The U.S. Supreme Court announced this week that it would not hear Arkansas Times LP v. Waldrip, a case challenging an Arkansas law that prohibits public contractors from engaging in boycotts of Israel.
Arkansas’ Act 710 requires government contractors to certify that they are not participating in boycotts of Israel or Israeli-controlled territories. The anti-boycott law was first introduced in 2015. Critics of the law assert that the law violates the First and Fourteenth Amendments, and can be applied more broadly to issues not related to Israel.
According to a summary provided by the American Civil Liberties Union (ACLU), the lawsuit, filed on behalf of the Arkansas Times, claims that the law unconstitutionally penalizes participation in politically-motivated consumer boycotts, suppressing one side of public debate.
Arkansas Pulaski Technical College (Pulaski Tech), with whom the Arkansas Times had a consistent history of entering into advertising contracts with, requested in 2018 that the Arkansas Times certify that it was not participating in boycotts of Israel in order to renew its advertising contracts. Although the Arkansas Times was not boycotting Israel, they refused to sign the certification out of principle and filed a lawsuit with representation from the ACLU and the ACLU of Arkansas. The defendant is Mark Waldrip, a Trustee of the University of Arkansas Board of Trustees, as well as other members of the University of Arkansas Board of Trustees affiliated with Pulaski Tech.
In January 2019, the district court dismissed the case; the ACLU and the ACLU of Arkansas appealed the case to the U.S. Court of Appeals for the Eighth Circuit. In 2021, a three-judge panel ruled that Act 710 violated First Amendment rights. Then, the full Eighth Circuit held another trial on the case, ultimately upholding the law. The court asserted that purchasing decisions that lay at the heart of a boycott do not showcase enough individual expression to merit protection front the First Amendment.
In the fall of 2022, the Arkansas Times asked the Supreme Court to take up the case and provide clarification, asserting that the Eighth Circuit’s decision conflicts with the Supreme Court’s ruling in NAACP v. Claiborne Hardware Co. The NAACP v. Claiborne case, the Arkansas Times argued, meant that the state could not selectively penalize politically motivated consumer boycotts that the state disagreed with.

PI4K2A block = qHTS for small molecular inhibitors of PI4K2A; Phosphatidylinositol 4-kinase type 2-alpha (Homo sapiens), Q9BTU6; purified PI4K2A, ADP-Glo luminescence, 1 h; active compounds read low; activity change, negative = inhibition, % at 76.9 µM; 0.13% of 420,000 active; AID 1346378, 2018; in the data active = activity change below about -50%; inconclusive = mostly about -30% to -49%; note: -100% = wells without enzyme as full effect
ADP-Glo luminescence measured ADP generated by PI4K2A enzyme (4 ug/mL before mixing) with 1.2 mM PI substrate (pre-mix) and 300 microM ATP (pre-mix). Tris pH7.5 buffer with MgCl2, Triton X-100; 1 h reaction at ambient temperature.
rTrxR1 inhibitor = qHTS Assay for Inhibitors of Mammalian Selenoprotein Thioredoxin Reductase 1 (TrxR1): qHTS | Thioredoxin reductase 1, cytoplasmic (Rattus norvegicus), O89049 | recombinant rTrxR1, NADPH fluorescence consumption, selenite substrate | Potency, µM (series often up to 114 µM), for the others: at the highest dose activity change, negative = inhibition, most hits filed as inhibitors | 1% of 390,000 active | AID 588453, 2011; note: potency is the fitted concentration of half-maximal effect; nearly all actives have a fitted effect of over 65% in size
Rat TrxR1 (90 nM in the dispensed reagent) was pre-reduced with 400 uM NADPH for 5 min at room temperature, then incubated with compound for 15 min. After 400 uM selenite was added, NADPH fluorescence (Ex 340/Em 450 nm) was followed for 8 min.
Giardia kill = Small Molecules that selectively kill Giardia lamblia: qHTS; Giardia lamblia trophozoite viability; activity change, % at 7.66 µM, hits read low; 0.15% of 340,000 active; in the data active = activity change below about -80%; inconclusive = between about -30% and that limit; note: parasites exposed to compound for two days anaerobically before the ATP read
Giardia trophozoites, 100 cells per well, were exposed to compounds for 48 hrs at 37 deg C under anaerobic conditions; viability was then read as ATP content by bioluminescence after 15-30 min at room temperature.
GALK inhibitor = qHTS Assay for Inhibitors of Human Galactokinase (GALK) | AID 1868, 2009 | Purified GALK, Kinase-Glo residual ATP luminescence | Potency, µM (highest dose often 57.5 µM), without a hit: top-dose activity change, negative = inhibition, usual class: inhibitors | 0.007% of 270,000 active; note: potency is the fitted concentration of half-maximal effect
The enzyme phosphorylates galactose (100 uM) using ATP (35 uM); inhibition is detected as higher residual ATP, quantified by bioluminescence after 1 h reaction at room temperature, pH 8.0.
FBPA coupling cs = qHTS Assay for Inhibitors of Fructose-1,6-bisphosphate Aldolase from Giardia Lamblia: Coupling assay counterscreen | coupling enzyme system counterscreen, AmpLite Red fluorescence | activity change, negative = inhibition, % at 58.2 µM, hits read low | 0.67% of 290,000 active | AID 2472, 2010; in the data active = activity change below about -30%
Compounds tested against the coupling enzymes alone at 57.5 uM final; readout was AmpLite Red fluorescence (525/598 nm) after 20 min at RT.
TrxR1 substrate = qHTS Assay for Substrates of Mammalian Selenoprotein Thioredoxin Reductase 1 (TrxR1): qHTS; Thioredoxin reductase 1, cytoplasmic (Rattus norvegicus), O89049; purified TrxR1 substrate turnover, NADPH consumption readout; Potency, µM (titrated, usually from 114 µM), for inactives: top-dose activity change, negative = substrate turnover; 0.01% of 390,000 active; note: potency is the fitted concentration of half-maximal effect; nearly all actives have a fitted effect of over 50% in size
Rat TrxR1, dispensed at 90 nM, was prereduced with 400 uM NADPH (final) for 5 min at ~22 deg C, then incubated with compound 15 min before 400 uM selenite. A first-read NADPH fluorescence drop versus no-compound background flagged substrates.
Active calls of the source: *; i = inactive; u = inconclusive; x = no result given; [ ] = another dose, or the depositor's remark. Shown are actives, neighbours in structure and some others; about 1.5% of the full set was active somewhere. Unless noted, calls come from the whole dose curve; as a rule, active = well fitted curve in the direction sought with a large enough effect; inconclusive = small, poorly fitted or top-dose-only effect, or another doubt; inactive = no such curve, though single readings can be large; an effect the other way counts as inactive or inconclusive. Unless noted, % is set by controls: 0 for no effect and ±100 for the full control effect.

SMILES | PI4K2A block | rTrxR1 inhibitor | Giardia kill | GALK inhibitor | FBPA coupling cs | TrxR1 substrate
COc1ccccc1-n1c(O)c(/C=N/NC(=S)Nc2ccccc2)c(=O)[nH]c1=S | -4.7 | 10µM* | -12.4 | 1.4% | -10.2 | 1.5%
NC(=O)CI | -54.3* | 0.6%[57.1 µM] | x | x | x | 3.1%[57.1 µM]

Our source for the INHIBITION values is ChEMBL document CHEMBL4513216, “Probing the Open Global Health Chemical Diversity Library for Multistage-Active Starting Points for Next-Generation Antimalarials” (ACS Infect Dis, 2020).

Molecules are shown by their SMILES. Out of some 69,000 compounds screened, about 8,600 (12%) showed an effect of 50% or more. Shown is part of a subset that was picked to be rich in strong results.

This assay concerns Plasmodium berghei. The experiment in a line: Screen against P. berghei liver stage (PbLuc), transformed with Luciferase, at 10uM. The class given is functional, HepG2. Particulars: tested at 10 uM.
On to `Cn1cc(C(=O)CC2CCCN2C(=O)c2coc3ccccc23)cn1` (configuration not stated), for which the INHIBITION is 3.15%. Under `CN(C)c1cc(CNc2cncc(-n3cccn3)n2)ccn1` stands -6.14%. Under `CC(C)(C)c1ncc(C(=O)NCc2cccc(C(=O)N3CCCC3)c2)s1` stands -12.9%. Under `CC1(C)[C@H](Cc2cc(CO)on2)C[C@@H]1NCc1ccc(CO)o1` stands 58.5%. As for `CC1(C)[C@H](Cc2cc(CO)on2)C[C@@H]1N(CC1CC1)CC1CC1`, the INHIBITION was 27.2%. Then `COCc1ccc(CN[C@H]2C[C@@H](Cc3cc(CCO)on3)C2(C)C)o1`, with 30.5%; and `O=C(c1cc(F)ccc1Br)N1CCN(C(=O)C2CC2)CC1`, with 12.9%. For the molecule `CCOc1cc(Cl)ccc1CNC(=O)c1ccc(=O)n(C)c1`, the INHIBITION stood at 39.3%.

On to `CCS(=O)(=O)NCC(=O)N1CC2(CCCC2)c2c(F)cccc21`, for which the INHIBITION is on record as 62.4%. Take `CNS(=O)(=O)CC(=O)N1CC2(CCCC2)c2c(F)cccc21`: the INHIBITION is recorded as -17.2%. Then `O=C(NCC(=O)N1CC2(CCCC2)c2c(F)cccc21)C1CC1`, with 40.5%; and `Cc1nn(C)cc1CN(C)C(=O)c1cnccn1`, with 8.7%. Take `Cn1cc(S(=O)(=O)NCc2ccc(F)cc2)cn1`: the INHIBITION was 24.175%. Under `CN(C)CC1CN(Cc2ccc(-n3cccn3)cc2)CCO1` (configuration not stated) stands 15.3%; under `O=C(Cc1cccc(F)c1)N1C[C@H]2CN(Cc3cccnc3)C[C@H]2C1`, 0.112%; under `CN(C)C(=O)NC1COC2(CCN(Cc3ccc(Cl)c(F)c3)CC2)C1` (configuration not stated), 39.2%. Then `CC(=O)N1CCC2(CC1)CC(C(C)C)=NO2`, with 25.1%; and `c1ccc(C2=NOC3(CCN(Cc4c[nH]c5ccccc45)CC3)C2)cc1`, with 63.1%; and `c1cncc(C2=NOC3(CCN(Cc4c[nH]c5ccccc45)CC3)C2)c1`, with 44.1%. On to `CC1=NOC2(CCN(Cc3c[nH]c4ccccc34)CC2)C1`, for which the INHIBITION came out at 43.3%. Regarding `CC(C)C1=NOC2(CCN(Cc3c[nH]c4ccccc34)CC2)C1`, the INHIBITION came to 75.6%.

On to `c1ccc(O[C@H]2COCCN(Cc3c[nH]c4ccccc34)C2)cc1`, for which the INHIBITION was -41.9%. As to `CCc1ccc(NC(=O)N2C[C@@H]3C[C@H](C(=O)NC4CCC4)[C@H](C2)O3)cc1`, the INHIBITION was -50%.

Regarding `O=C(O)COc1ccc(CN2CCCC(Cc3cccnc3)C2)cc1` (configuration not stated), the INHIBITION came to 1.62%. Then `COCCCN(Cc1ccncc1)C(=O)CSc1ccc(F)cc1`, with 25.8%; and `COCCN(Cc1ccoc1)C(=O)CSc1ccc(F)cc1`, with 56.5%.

Then, early this year, the U.S. Supreme Court announced that they would not hear the Arkansas Times LP v. Waldrip case. Alan Leveritt, plaintiff and publisher of the Arkansas Times, will be featured in the documentary Boycott, which shares stories of Americans who refused to sign anti-boycott pledges.
“We are disappointed at the news today from the U.S. Supreme Court. Permitting the State of Arkansas to withhold public contracts from citizens who voice dissenting opinions is abhorrent and a violation of our First Amendment rights,” Leveritt said. “Our newspaper is not boycotting anyone, we cover local politics and issues, not the Middle East – but we do not allow the state to dictate our political positions on any issue in return for advertising dollars. The Supreme Court can ignore our First Amendment rights, but we will continue to vigorously exercise them.”
Director of Boycott, Julia Bacha, expressed similar sentiments.
“Over the past five years, federal judges in Arizona, Kansas, Texas and Georgia have all come to the same conclusion: anti-boycott bills are a flagrant violation of the First Amendment and do not belong in a democratic country,” Bacha said. “All of these rulings are still valid and boycotts are still protected across America, with the alarming exception of the states that live under the Eighth Circuit, which ruled against Leveritt (AR, IA, MN, MO, NE, ND and SD). The situation is fluid, given that new anti-boycott bills will continue to be introduced and passed, and we will certainly see new legal challenges to such laws.”
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